Phil Goff re-election campaign launch

Press Release – Phil Goff

Phil Goff to prioritise clean transport, environment, climate change in next term

Phil Goff launched his re-election campaign today, with protecting Auckland’s environment and tackling climate change key priorities for his second term.

Mr Goff also emphasised that this is a mayoral election of starkly contrasting values and visions for Auckland’s future.

The Mayor’s first term included record levels of investment to protect and enhance Auckland’s environment. This included work to dramatically reduce sewage overflows within a decade as opposed to 30 years, a massive increase in funds to stop kauri dieback spreading and pest eradication. He also surpassed a pledge to plant a million native trees. The Mayor also promised to lead a campaign to ban plastic bags, which he advocated for, and the Government enacted last month.

“Aucklanders have a clear choice this mayoral election,” said Phil Goff. “As Mayor, I will work to safeguard our children’s future and our city’s environment and move Auckland towards being a 21st-century city that competes with the best cities globally.

“My opponent is stuck in the past, and has no answers for the congestion, pollution and climate change challenges Auckland faces now.

“Spending more time in traffic jams while our city chokes on petrol fumes is not the future Aucklanders want, but that will be the result if my opponent is elected.

“A Tamihere mayoralty will set Auckland back; my next term will take Auckland forward.

“I’m really proud of my record to protect our environment over the last three years, but there is so much more to be done so we can leave our children and grandchildren a decent legacy.

“Part of leaving a good legacy for future generations is acting on our most pressing issue – climate change. Transport emissions make up 47% of overall carbon emissions. That has to change, and we need to take responsibly and lead that change.

“Contrary to what my opponent says, there is no war on cars, but there is one on the congestion that hinders people from getting around the city, and on pollution.

“While I am pleased we are planting over 2.5 million trees in six years, we can’t just plant our way out of climate change – we need to reduce emissions.

“Council must take the lead. This is why, under my mayoralty, from next year Council will purchase only electric and hybrid vehicles for its passenger cars.

“I have also started discussions with Government, so we can bring forward by years the conversion of our bus fleet to electric and hydrogen.

“Under my mayoralty, the days of dirty diesel buses on Auckland’s streets will be numbered.

“I will also be pushing for the electrification of the railway from Papakura to Pukekohe under the Auckland Transport Alignment Project to start as early as next year.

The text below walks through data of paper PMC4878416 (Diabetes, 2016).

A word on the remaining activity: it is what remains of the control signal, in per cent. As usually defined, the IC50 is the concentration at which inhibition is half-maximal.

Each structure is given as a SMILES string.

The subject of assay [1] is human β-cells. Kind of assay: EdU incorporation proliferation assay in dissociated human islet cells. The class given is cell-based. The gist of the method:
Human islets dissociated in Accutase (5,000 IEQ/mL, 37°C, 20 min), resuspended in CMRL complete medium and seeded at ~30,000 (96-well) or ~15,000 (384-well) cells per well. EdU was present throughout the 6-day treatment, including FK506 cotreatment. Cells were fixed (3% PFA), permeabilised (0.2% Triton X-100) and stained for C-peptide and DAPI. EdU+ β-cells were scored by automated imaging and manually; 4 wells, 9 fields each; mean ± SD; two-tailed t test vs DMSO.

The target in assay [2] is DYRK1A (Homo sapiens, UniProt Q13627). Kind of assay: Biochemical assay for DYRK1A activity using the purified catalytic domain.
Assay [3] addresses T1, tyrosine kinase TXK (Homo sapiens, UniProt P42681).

“Clean transport is a key part to tackling our climate change and environmental challenges, as well as making our city a better place to live.

“I am the only candidate in this election showing leadership and vision on these issues,” said Mr Goff.
Phil Goff to prioritise clean transport, environment, climate change in next term

Policy document by Phil Goff.

In my second term as Mayor, I propose that:

From 2020, Auckland Council will only purchase electric or hybrid passenger vehicles. Council cars tend to be highly used as they are part of a shared fleet. Therefore, each car we convert to electric or hybrid will have a compounding impact on reducing carbon emissions.

Council’s current fleet optimisation plan, at my request, will see a reduction in fleet car numbers. It is expected that over the lifetime of this policy capital costs for electric and hybrid procurement will come down. With current pricing, this policy will cost between $6-6.5 million with higher capital costs more than offset by operating costs being cheaper.

Auckland Transport accelerates converting Auckland’s bus fleet from diesel to electric. Currently Auckland Transport only operates 3 electric buses with plans for a dozen more over the next year.

With buses emitting most of the carbon emissions coming from public transport, a progressive and rapid electrification will cut emissions as well as black carbon levels which are high in the middle of the city centre.

While capital costs for electric buses can be much higher than diesel buses, operating costs are up to 50% lower. In order to reduce the capital costs, I have already started discussions with Government to extend its electric rebate scheme to buses. This additional support on capital costs will help us to bring forward the purchase of electric buses.

We work with Government to accelerate the start of electrification of the trainline from Papakura to Pukekohe within two years. This will not only reduce our emissions but also eliminate the need for a transfer for those travelling between Pukekohe and Papakura.

We work with Government on an action plan that would enable New Zealand to achieve key measures to reduce carbon emissions including:

o Electrifying a third of cars on our roads before 2030, a goal achieved by Norway in 2019.

o Raising pollution emission standards on new cars by 2030 to the levels set in Japan in 2014.

o Improving car occupancy from an average level of occupancy of 1.5 now to 2 by 2030. Achieving these goals will be necessary for Auckland to reduce carbon emissions to levels required worldwide to keep global warming to 1.5 C

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